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ESRA19-0553 Ultrasound-assisted neuraxial anaesthesia, ketofol and high-flow-nasal-oxygen for complex lower limb orthopaedic surgery in an anxious patient with achondroplasia, severe sleep apnoea and chiari malformation
  1. K Wilson1,
  2. M McNally2,
  3. V Athanassoglou3 and
  4. S Galitzine3
  1. 1Nuffield Department of Anaesthesia, Oxford, Nuffield Orthopaedic Hospital, Oxford, UK
  2. 2Nuffield Orthopaedic Hospital, Surgery, Oxford, UK
  3. 3Nuffield Orthopaedic Hospital, Anaesthetics, Oxford, UK


Background and aims The optimum choice of anaesthesia for patients with achondroplasia remains controversial; both general (GA) and central neuraxial anaesthesia (CNA) carry specific challenges for these high-risk patients.

We present a case where a triad of infrequently used anaesthetic interventions — ultrasound scanning before CNA, addition of ketamine to propofol (Ketofol) for sedation and high-flow-nasal-oxygenation (HVNO) — enabled safe regional anaesthesia and excellent patient feedback.

Methods A 23-year-old man with achondroplasia required bilateral corrective Ilizarov frames with osteotomies, prolonged surgery causing severe postoperative pain. He had typical appearance with anticipated difficult intubation, BMI 39, severe sleep apnoea, Type 1 Chiari malformation and significant anxiety. The patient understood the risks of GA, consented to CNA but insisted on deep sedation.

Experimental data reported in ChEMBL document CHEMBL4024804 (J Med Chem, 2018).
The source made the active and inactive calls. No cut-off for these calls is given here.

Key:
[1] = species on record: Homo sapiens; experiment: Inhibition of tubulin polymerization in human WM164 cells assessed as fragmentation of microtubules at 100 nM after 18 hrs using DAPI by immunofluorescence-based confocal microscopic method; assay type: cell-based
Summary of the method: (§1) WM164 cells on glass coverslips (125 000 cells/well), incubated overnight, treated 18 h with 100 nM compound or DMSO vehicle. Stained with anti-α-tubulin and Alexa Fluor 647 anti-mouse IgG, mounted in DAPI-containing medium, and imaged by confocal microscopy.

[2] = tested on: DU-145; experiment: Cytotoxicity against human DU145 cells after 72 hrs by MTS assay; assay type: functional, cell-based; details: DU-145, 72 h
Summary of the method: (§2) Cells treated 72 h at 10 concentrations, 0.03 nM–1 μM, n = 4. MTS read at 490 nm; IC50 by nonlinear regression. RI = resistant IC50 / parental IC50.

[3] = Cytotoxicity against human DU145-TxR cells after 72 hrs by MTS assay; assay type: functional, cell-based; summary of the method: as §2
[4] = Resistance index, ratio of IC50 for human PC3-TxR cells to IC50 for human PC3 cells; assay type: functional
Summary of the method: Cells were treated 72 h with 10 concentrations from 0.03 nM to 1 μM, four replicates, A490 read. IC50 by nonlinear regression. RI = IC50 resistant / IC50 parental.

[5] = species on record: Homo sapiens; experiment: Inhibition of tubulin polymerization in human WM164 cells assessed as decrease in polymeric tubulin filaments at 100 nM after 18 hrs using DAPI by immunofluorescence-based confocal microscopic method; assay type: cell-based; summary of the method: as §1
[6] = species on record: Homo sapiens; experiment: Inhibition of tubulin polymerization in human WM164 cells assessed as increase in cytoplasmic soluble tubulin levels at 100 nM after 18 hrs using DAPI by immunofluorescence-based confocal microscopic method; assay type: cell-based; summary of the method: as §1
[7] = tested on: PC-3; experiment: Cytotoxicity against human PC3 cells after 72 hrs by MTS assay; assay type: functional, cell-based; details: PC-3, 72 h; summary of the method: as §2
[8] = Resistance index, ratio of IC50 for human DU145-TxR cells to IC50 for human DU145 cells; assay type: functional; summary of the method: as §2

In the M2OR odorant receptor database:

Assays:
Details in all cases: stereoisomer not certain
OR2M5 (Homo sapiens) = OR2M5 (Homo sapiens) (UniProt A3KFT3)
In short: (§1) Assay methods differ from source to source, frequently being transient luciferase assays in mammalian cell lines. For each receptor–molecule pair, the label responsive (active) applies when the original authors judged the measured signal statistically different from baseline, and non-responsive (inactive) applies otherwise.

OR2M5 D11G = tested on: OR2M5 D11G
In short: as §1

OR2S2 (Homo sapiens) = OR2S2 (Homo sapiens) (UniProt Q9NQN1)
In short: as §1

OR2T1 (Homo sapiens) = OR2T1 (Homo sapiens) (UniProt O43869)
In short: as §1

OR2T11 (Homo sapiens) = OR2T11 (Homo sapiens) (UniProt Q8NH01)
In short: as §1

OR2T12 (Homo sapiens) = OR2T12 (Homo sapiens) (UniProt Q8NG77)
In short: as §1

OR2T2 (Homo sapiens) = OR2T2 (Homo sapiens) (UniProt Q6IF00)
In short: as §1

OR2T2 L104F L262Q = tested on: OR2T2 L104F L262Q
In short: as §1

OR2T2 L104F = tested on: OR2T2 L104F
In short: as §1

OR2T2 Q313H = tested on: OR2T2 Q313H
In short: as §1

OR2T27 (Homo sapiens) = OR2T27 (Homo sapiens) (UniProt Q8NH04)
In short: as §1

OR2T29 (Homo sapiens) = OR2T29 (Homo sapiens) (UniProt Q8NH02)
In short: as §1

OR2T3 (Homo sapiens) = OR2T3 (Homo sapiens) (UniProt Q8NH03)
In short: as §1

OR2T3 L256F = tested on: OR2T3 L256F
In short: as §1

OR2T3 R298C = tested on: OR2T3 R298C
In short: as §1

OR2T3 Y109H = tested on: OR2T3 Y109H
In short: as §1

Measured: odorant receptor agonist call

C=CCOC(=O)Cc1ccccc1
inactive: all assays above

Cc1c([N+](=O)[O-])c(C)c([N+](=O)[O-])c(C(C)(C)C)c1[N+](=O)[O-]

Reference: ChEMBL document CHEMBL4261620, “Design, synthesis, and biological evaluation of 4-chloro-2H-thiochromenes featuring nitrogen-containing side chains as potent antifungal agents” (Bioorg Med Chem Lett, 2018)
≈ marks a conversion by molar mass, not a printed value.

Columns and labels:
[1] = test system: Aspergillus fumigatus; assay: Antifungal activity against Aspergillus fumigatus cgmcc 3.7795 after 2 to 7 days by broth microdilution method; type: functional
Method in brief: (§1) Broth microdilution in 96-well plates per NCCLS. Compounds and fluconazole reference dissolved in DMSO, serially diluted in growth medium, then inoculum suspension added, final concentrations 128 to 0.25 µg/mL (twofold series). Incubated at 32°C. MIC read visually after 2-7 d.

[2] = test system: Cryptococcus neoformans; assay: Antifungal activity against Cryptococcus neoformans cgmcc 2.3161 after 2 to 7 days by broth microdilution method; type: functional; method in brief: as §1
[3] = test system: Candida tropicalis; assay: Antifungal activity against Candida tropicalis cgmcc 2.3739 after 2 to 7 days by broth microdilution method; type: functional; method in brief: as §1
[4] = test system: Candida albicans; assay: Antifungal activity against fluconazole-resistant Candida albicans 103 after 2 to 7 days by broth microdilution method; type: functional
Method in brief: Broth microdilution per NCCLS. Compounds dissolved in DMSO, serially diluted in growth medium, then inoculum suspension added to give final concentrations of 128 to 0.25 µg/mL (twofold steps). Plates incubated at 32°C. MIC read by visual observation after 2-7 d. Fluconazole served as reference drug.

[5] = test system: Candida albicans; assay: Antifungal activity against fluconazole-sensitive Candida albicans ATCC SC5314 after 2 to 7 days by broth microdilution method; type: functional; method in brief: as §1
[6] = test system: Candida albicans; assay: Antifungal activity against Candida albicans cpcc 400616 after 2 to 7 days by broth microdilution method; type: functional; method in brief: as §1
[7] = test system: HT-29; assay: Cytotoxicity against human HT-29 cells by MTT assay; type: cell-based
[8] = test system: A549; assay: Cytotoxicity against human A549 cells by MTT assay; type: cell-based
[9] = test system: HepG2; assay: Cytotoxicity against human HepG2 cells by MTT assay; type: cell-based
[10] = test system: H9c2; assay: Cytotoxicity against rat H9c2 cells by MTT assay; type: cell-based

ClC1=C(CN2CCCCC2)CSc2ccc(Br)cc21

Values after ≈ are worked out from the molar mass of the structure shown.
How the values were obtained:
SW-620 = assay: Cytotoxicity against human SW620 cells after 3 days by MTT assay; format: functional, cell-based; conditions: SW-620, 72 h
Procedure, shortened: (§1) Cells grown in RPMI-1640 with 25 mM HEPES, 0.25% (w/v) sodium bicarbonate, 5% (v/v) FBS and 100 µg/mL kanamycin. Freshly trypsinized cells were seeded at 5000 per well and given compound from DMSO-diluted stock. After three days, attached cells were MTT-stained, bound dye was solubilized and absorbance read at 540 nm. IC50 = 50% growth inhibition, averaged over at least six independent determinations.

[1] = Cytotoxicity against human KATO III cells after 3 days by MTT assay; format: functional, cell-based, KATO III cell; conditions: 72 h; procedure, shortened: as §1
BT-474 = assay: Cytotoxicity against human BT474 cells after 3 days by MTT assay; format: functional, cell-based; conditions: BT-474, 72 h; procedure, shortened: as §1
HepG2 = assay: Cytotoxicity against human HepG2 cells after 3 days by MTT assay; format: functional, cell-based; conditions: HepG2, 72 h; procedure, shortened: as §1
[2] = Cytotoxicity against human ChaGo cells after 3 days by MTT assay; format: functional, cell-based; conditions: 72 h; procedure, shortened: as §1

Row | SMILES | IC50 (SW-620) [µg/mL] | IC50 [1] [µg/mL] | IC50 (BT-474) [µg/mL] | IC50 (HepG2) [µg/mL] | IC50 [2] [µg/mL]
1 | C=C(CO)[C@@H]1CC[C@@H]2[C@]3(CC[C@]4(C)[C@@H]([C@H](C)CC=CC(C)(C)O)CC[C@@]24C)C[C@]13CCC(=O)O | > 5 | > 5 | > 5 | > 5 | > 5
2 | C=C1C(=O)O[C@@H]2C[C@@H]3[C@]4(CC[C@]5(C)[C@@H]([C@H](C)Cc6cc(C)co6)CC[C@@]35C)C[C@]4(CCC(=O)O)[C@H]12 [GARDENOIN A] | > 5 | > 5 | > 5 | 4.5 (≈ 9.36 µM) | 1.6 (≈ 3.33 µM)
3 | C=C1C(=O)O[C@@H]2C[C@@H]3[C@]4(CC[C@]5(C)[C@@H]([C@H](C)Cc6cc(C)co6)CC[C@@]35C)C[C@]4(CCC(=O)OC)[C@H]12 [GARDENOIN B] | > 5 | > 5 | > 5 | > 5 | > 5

Results Ultrasound scanning revealed that the intercristal line was unreliable as a landmark and assisted an uncomplicated placement of a lower lumbar combined spinal-epidural.

Initial sedation mix (Propofol TCI and increments of Midazolam) caused respiratory acidosis: pH 7.25, pCO2 8.7kPa. Adding Ketamine (5:1) allowed a reduced TCI rate with effective anxiolysis, preserved airway patency, better respiratory drive and reversed acidosis: pH7.46 and pCO2 5.7kPa.

HFNO at 30–50 l/min maintained adequate oxygenation throughout the >5 hr procedure.

Postoperative period was uncomplicated The patient ranked his anxiety preoperatively at 10/10, intraoperatively at 0/10 and postoperatively at 1/10. His anaesthetic experience was ‘better’, ‘more relaxed’ and ‘much more positive’ than his previous GA.

Conclusions For achondroplastic patients requiring lower limb surgery, we recommend ultrasound-assisted CNA, Ketofol sedation and HFNO to enable reliable neuraxial anaesthesia, deep sedation without complications and excellent patient satisfaction.

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